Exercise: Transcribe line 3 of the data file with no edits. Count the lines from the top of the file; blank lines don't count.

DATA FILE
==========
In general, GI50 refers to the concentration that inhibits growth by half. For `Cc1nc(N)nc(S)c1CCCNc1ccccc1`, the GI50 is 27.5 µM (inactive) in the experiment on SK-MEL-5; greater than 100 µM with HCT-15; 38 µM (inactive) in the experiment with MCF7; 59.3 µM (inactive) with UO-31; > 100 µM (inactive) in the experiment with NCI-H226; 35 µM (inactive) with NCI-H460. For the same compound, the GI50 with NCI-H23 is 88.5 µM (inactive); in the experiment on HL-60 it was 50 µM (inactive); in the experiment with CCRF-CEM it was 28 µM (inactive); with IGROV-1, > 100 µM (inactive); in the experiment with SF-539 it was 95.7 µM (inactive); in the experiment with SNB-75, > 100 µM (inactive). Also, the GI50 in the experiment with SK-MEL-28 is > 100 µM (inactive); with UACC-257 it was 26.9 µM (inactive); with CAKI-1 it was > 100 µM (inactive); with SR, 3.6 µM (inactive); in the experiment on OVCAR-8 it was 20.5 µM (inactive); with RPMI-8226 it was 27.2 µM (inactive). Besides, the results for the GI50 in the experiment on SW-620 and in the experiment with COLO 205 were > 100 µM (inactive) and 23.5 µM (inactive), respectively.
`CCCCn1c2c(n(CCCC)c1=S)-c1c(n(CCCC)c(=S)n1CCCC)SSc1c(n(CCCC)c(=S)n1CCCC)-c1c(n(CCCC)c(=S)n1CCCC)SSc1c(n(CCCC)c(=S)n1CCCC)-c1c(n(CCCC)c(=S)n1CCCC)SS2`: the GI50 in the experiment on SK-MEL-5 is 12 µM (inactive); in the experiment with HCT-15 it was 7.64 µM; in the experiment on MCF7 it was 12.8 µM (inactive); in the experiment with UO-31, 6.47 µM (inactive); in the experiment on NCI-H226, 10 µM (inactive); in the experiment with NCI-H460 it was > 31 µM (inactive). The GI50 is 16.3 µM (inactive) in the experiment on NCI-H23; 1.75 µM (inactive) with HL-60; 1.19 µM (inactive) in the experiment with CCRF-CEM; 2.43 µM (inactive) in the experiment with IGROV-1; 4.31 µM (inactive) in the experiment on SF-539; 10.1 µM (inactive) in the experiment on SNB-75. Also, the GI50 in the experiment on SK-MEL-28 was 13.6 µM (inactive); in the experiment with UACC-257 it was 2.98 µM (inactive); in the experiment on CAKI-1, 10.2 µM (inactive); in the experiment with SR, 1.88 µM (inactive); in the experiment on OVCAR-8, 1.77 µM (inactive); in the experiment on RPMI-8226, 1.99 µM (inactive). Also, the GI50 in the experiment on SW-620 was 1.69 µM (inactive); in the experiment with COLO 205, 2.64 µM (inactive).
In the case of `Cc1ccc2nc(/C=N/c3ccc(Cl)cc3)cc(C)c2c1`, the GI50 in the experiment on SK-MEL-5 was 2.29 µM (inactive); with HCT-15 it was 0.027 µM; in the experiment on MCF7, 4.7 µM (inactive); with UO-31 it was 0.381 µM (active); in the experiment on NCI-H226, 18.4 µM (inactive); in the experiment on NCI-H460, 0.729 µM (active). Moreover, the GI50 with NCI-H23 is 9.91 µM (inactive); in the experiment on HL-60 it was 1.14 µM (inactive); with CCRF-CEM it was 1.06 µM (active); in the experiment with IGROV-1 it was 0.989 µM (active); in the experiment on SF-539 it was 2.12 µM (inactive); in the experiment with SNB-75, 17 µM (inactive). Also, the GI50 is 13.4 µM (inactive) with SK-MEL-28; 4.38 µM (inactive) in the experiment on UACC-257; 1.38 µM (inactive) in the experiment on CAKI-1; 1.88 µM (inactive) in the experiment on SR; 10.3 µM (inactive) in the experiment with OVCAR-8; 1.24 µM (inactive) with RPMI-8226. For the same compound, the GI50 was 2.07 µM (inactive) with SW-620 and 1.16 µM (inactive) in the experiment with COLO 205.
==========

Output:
In the case of `Cc1ccc2nc(/C=N/c3ccc(Cl)cc3)cc(C)c2c1`, the GI50 in the experiment on SK-MEL-5 was 2.29 µM (inactive); with HCT-15 it was 0.027 µM; in the experiment on MCF7, 4.7 µM (inactive); with UO-31 it was 0.381 µM (active); in the experiment on NCI-H226, 18.4 µM (inactive); in the experiment on NCI-H460, 0.729 µM (active). Moreover, the GI50 with NCI-H23 is 9.91 µM (inactive); in the experiment on HL-60 it was 1.14 µM (inactive); with CCRF-CEM it was 1.06 µM (active); in the experiment with IGROV-1 it was 0.989 µM (active); in the experiment on SF-539 it was 2.12 µM (inactive); in the experiment with SNB-75, 17 µM (inactive). Also, the GI50 is 13.4 µM (inactive) with SK-MEL-28; 4.38 µM (inactive) in the experiment on UACC-257; 1.38 µM (inactive) in the experiment on CAKI-1; 1.88 µM (inactive) in the experiment on SR; 10.3 µM (inactive) in the experiment with OVCAR-8; 1.24 µM (inactive) with RPMI-8226. For the same compound, the GI50 was 2.07 µM (inactive) with SW-620 and 1.16 µM (inactive) in the experiment with COLO 205.